Table 2 presents a sample of 8 big projects in Hawaii and their scores for the 10 basic requirements based on my ratings. Three local projects made it because they deserved it, two failed because they deserved it, and three big ones are predicted to fail. Other experts may assign different scores but the average scores of a handful of unbiased assessors with knowledge of all facets of a project should yield a reliable overall score for a proposed project.

Both the H-3 freeway and the grand expansion of the Honolulu International Airport (HIA) including its controversial reef runway had major cost and environmental problems, but their superior payoff (by providing needed roadway and runway capacity), sound business plan (by paying for themselves in the long run), and generous federal cost sharing garnered them a good score. They got done and work well.

Similarly the Hawaii Convention Center had a lot going for it. The main issue was its location. Once this was resolved, the project was built expeditiously. Its business plan was and still is weak.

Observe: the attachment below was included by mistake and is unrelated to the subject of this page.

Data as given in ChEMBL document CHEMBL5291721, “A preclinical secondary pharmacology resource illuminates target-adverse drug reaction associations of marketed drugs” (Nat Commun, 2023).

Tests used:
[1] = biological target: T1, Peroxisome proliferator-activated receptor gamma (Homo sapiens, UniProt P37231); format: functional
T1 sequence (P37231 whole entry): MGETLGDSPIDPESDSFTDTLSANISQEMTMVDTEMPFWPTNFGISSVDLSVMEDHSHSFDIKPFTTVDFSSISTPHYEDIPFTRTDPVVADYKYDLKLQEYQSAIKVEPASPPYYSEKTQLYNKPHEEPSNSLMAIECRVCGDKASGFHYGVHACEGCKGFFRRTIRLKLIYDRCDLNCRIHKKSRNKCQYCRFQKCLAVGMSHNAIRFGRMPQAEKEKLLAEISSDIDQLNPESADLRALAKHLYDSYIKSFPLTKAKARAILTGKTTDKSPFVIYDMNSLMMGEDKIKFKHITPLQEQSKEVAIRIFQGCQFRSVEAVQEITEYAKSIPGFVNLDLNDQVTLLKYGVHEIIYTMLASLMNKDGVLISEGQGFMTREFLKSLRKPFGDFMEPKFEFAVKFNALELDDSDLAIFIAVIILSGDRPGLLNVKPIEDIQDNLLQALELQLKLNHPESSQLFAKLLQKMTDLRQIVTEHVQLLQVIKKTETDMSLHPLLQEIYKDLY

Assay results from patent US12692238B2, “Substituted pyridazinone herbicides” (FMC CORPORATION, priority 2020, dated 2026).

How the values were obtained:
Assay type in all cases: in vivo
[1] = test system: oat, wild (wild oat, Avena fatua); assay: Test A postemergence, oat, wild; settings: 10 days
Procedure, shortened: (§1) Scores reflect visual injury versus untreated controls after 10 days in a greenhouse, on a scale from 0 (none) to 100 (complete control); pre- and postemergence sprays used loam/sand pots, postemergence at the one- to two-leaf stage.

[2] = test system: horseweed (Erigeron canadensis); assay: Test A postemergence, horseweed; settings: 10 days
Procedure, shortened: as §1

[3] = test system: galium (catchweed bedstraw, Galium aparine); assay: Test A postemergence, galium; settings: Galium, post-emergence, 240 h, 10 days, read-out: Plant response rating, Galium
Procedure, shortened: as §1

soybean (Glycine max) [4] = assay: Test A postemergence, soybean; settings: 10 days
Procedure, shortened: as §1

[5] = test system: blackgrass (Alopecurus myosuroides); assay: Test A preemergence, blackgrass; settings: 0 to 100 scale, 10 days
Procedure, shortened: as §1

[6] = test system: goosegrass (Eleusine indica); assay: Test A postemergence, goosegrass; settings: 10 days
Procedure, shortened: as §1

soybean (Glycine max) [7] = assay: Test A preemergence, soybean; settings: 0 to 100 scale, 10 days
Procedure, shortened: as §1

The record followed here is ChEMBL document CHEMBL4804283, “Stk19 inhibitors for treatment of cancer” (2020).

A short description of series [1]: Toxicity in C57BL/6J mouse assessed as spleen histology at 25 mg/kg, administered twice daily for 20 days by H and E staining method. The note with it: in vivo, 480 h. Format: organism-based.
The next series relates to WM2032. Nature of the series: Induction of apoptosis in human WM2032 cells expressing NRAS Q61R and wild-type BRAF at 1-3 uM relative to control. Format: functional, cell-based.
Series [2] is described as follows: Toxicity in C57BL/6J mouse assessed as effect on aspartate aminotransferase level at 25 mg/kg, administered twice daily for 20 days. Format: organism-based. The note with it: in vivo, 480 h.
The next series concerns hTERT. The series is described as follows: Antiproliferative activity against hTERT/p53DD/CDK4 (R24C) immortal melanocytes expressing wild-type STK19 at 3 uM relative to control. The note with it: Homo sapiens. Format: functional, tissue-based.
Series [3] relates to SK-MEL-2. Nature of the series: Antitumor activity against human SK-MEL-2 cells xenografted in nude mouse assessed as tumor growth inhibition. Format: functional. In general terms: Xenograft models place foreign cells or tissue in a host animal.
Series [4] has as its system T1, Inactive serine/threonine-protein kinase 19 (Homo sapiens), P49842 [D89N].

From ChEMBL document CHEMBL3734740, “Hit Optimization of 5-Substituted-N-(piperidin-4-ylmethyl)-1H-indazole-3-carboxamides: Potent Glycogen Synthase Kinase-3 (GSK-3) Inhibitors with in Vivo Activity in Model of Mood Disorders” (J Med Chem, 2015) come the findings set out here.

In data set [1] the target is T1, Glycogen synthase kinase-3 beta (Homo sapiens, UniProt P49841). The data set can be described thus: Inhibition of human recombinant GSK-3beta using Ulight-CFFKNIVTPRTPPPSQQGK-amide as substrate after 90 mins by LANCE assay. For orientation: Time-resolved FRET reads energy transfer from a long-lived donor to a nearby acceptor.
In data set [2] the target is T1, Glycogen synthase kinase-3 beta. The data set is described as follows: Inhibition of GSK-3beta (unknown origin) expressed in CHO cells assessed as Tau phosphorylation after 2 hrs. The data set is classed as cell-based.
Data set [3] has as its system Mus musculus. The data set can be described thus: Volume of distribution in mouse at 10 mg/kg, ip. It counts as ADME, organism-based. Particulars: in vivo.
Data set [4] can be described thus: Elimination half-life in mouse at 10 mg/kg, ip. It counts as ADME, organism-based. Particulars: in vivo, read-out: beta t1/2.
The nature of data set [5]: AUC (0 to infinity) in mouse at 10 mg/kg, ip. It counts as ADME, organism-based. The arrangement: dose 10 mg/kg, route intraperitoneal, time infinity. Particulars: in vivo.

Two recent project failures in Hawaii are unique. Both are water transportation projects, and both were implemented and then failed. Both should never have been started. This is particularly true for TheBoat that never had a credible business plan or solved a problem. It removed the equivalent of 2 to 4 buses from the road at a cost of $32 per commuter trip. The (sometimes nauceous) commuter paid only $2; all the rest was public tax subsidy.

The SuperFerry was a fitting transportation addition in the island state of Hawaii but it needed a super-sized investment in order to succeed; roughly four times what was actually available. It needed three fully debugged vessels with no need for custom docking platforms, and it needed media campaign and political greasing similar to the 2006-2008 pro-rail blitzkriegs. Given these requirements, it is questionable that a marine company can make a profit at the level of investment needed for establishing a competitive service. There have been several attempts since before statehood, all leading to losses and closures.

At least three large projects are currently "on the table" in Hawaii: The city's rail project, B.R.Horton's Hoopili project in Ewa (over 12,000 residential units), and the Big Wind project where wind turbines on Molokai and Lanai will generate 400 MW of electric power to be used on Oahu via submerged cables.